African Art

Mask with Superstructure in the Form of a Female Figure

mid to late 20th century

Textile, wood, plastic flowers, sequins, wire, and paint

35 7/16 × 27 15/16 × 30 5/16 in. (90 × 71 × 77 cm)
with cloth hanging down: 55 1/2 in. (141 cm)
Charles B. Benenson, B.A. 1933, Collection
Ode-Lay associations manipulate the concepts of “fierce” and “fancy” aesthetics to control the visual intensity of their masquerade and to affect spectators emotionally. “Fierce” headdresses often use animal forms. The “fancy” aesthetic of this headdress is associated with origin myths about femininity. The style of the two faces on the headdress derives from the art of the Ibibio of Nigeria, who were repatriated to Sierra Leone from captured slave ships in the nineteenth century, but the pair of vertical scarification marks on each face’s cheeks shows its appropriation by the indigenous Temne youth of today. Ode-Lay masquerades occur at the New Year, Christian and Muslim celebrations, and political demonstrations.
Sierra Leone
On view
Temne, Ode-Lay association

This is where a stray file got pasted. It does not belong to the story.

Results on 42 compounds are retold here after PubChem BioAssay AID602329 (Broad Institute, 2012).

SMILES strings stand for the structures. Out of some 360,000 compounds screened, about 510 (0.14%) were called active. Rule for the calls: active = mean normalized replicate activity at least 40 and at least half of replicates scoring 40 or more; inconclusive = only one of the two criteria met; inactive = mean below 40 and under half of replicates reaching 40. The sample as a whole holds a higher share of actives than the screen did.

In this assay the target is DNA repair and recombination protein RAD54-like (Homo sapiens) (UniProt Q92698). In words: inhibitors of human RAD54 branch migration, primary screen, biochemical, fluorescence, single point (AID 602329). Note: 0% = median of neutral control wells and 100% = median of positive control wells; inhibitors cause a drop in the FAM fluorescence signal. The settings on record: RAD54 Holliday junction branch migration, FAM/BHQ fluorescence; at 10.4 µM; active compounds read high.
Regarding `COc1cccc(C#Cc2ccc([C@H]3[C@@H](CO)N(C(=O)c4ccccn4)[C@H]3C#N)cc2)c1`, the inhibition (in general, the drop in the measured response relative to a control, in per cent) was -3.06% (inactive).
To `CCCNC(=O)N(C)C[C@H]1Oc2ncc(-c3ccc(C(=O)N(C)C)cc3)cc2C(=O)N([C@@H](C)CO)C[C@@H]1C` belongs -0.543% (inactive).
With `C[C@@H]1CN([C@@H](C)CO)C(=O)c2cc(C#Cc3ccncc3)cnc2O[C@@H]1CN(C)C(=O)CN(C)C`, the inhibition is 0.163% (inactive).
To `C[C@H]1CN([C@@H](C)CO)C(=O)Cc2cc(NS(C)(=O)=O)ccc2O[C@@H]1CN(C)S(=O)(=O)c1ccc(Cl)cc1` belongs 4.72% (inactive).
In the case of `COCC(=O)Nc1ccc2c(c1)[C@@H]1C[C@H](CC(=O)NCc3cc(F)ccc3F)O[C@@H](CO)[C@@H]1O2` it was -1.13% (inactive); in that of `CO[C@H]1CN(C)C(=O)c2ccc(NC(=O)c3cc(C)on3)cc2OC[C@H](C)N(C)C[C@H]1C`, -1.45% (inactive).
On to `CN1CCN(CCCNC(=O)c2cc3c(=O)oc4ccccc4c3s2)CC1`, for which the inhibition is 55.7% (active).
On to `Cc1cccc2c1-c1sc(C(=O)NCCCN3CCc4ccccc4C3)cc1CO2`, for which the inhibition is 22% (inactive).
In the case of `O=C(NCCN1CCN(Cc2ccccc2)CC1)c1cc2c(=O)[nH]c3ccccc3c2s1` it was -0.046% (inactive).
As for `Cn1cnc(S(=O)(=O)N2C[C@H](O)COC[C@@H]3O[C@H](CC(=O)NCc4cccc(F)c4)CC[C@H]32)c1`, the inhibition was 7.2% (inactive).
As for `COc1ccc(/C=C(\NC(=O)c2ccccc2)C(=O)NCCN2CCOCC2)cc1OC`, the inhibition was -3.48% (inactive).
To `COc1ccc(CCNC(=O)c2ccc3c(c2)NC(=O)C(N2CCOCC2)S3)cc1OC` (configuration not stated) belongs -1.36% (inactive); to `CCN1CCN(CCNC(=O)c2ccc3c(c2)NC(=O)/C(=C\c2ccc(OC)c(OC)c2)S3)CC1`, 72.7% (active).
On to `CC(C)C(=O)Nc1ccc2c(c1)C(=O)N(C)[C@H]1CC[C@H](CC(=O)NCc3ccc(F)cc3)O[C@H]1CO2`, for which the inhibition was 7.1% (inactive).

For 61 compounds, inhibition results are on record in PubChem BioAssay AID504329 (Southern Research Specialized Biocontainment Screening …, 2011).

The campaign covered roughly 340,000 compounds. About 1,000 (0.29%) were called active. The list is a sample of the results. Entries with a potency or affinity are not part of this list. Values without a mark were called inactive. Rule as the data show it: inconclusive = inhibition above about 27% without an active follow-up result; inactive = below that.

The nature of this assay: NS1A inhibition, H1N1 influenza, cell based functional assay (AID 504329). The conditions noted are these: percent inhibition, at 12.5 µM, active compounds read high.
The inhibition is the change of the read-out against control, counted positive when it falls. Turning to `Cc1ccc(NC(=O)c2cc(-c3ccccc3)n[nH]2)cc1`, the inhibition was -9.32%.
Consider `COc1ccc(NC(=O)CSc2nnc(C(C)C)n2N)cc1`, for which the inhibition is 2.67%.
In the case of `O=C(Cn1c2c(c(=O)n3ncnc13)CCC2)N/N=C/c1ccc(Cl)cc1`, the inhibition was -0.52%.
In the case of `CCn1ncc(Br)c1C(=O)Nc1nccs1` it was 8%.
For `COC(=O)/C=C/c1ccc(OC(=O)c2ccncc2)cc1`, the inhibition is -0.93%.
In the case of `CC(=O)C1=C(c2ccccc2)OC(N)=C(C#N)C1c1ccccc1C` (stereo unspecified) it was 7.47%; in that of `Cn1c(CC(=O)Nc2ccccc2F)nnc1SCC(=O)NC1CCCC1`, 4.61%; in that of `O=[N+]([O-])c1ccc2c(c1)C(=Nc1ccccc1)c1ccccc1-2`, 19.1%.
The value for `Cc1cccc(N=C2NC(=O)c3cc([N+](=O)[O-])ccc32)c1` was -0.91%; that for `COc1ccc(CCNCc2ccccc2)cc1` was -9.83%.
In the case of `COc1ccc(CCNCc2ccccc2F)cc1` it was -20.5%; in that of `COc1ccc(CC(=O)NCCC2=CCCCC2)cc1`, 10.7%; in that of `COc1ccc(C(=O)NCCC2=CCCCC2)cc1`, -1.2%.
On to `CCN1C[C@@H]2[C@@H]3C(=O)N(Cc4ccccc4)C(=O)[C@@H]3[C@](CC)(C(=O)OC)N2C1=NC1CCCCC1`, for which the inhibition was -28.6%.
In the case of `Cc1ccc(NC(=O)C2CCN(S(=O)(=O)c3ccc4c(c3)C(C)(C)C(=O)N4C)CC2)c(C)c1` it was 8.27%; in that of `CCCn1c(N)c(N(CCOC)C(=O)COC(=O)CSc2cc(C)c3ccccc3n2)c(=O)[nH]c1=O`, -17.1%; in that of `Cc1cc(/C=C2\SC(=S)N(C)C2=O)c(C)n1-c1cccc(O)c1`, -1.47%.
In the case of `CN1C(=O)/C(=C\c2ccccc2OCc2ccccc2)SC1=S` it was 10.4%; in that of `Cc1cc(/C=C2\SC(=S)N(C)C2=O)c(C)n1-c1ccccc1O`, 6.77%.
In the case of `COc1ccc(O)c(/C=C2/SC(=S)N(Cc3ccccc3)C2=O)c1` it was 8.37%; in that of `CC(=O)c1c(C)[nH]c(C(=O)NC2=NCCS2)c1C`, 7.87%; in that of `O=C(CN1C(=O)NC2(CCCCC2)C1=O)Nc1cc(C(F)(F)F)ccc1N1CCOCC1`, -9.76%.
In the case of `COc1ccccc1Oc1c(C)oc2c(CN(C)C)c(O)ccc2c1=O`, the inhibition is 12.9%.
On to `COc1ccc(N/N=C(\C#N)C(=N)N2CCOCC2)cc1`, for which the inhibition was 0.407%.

20th century

Jeremiah Cole, Los Angeles and Atlanta,to April 28, 1992; Charles B. Benenson Collection, Greenwich, Conn 1992–2004; Yale University Art Gallery, New Haven, Conn.


“Acquisitions, July 1, 2005–June 30, 2006,” Yale University Art Gallery Bulletin (2006): 222.

Frederick John Lamp, Amanda Maples, and Laura M. Smalligan, Accumulating Histories: African Art from the Charles B. Benenson Collection at the Yale University Art Gallery (New Haven, Conn.: Yale University Art Gallery, 2012), 101, ill.

Note: This electronic record was created from historic documentation that does not necessarily reflect the Yale University Art Gallery’s complete or current knowledge about the object. Review and updating of such records is ongoing.